Following the trail to Kaleshwaram

Why the journey to this spiritual place is nothing short of an adventure for amateur bikers

By Author  |  Saurabh Chatterjee  |  Published: 6th May 2017  11:55 pmUpdated: 6th May 2017  6:55 pm
Supreme Power: The facade of the Mukteshwara Swamy temple which is located at the confulence of Godavari and its tributary Pranahita. Photos: Saurabh Chatterjee

Our quest for exploring offbeat locations on a two-day bike trip through north Telangana landed us at Kaleshwaram. The journey to this place was by far the most interesting among all trips.

An early morning start coupled with cool weather ensured our ride out of the city was a peaceful one unencumbered by little or no traffic. After a quick stop at Medak and a visit to the church, we continued to Pocharam. Taking the highway NH 44 and riding straight to Dichpally Ramalayam, we proceeded to Nirmal. Wanting to cover as much as we could do in the short time we had, we browsed through the beautiful paintings and toys there, before heading eastwards towards Mancherial. By this time, it was getting dark, but we decided to push our limits. We finally stopped at a small place called Chinnur. After looking for accommodation at a basic dormitory, we thankfully found a room in a small hotel to spend the night.

Supreme Power: The facade of the Mukteshwara Swamy temple which is located at the confulence of Godavari and its tributary Pranahita. Photos: Saurabh Chatterjee

Our next destination was Kaleshwaram. We asked the locals on how to get there and were told that generally small boats take bikes and cars across the Godavari river. But since the water levels were low, the boats were not operating. The other way was to take a longer way and take a detour to reach the place.

We decided to take our chance and went to the river bed the next day. There were no boats running. So after dragging the bike for an hour, we approached the river bank. Fortunately, we saw another bike ahead of us. At first, we thought maybe the motorist had some work at the bank, but to our surprise, he didn’t stop. He crossed the river by driving through it! So we folded our pants, took off our shoes and followed. It was quite an adventure as this was the first time I was crossing a river on a bike. After maneuvering through a narrow trail between fields, we were relieved to see a road. Soon, we reached the temple.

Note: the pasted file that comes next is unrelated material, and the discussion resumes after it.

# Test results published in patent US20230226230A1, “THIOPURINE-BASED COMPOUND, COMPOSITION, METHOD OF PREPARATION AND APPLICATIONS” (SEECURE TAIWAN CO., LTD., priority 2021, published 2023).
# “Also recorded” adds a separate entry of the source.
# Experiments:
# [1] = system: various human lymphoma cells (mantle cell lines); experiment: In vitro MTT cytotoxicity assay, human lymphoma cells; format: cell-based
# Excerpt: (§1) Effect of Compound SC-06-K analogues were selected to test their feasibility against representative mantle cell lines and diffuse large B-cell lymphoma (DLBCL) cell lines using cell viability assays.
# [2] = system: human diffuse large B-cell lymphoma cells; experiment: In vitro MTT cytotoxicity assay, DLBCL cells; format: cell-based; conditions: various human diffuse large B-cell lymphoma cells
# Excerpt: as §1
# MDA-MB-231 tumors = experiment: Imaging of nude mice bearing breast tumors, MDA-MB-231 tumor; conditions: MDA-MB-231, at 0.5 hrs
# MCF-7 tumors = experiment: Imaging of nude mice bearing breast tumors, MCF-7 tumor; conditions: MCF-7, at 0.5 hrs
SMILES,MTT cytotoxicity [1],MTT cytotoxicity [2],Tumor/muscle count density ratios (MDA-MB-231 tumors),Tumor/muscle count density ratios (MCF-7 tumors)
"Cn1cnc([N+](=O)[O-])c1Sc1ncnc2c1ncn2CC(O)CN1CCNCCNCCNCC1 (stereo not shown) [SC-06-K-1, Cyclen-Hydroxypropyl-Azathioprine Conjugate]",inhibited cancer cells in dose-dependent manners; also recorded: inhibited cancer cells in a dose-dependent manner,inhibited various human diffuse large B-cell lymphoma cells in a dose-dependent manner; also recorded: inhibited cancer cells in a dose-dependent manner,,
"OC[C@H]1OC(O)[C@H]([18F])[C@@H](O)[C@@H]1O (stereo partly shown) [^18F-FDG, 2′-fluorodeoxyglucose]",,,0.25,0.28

For many reasons, Kaleshwaram is one of the most unique places of Telangana. It is situated very close to the border of Maharashtra and also happens to be located at the confluence of Godavari and its tributary Pranahita.

Kaleshwaram is famous for its Shiva temple, which is part of the Trilinga Desham (land of three lingas). The other two temples are located in Srisailam and Draksharamam. A unique aspect of the Mukuteeshwara Swamy temple is that it has two lingas on the same pedestal. The Mukteeshwara linga has two holes akin to nostrils that can’t be filled with water, since any water poured into them flows straight into the passage below connecting to the Godavari river.

Photo: Saurabh Chatterjee

According to local folklore, a vaishya had performed an abhisheka on Lord Kaleshwara Mukteswara with hundreds of milk pots, where the milk evolved at the sangam of Godavari and Pranahita, leading to the name Dakshina Gangotri. Though it attracts pilgrims all over the year, it has lots of visitors during the Karthik maas (November / December) and during Shivaratri.

How to reach

Kaleshwaram is situated at a distance of 277 km from Hyderabad, 125 km from Karimnagar and 115 km from Warangal. Bus service is available from all three places.

Eateries are by the dozen at the place. The temple also serves prasadam. Besides hotels and lodges, one can stay at the hotel operated by Telangana Tourism Department.